When the signal UP transitions from the first power supply voltage VDD to 0V and the signal UPB transitions from 0V to the first power supply voltage VDD, as the first pull-down circuit N3 is turned on earlier than the second pull-up circuit P7, the voltage of the first output terminal 2395 starts to transition from the first power supply voltage VDD to the second power supply voltage (½)VDD and after a delay time Δt caused by the second inverter, the second output terminal 2396 starts to transition from the second power supply voltage (½)VDD to the first power supply voltage VDD.

When the signal UP transitions to the first power supply voltage VDD and the signal UPB transitions to 0V, as the second pull-down circuit N7 is turned on earlier than the first pull-up circuit P3, the voltage of the second output terminal 2396 starts to transition from the first power supply voltage VDD to the second power supply voltage (½)VDD and after a delay time Δt caused by the first inverter, the first output terminal 2395 starts to transition from the second power supply voltage (½)VDD to the first power supply voltage VDD. The first and second inverters may also be embodied as other types of delay circuits.

Referring to FIGS. 3 through 5, there can be a gap of the delay time Δt caused by the first inverter and/or the second inverter between a period where a state of the switch S1 is changed and a period where a state of the switch S2 is changed. Therefore, in an embodiment, the differential switches S1 and S2 may never be simultaneously turned off. Likewise, the differential switches S5 and S6 may never be simultaneously turned off. As a result, glitches in the current flowing through the differential switches S1, S2, S5, and S6 are reduced during switching.

FIG. 6 is a switching control signal generating circuit for controlling differential switches which are embodied as NMOS transistors. Referring to FIG. 6, the switching control signal generating circuit 241 includes a pair of input terminals 2411 and 2412, a pair of output terminals 2415 and 2416, and a conversion circuit. The conversion circuit includes a plurality of MOS transistors P11, P13, P15, and P17 and N11, N13, N15, and N17.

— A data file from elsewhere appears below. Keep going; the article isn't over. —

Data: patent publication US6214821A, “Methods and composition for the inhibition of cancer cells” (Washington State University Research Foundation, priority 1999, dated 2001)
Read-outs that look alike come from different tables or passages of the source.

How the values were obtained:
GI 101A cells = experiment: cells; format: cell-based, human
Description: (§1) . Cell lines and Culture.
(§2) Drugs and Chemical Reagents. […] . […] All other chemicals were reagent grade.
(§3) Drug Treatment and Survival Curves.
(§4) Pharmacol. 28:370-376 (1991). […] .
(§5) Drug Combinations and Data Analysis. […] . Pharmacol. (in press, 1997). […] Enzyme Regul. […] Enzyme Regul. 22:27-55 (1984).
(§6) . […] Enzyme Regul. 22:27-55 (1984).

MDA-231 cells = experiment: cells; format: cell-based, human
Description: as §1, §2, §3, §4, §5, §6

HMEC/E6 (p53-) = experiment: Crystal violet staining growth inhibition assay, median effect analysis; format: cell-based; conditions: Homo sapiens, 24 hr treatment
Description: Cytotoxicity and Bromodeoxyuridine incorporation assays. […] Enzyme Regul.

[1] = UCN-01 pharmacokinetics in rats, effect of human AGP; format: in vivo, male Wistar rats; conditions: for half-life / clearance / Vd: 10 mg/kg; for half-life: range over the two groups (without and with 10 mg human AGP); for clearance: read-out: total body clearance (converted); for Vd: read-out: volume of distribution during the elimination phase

Based on a logic state of each of the differential signals DN, DNB, UP, and UPB input via the pair of input terminals 2411 and 2412, a relatively high level is set at a first power supply voltage VDD and a low level is set at a second power supply voltage CML. The conversion circuit transitions the switching control signals SWNA and SWNB from the low level to the high level and back to the low level, at different time points.

A first inverter is formed of a PMOS transistor P11 and an NMOS transistor N11, and the second inverter is formed of a PMOS transistor P15 and an NMOS transistor N15. The first pull-down circuit is embodied as an NMOS transistor N13, which is connected between a ground voltage VSS and the first output terminal 2415. The gate of the NMOS transistor N13 is coupled to the output terminal 2413 of the first inverter. Thus, the NMOS transistor N13 pulls down the first output terminal 2415 to the level of the ground voltage in response to the output signal of the first inverter.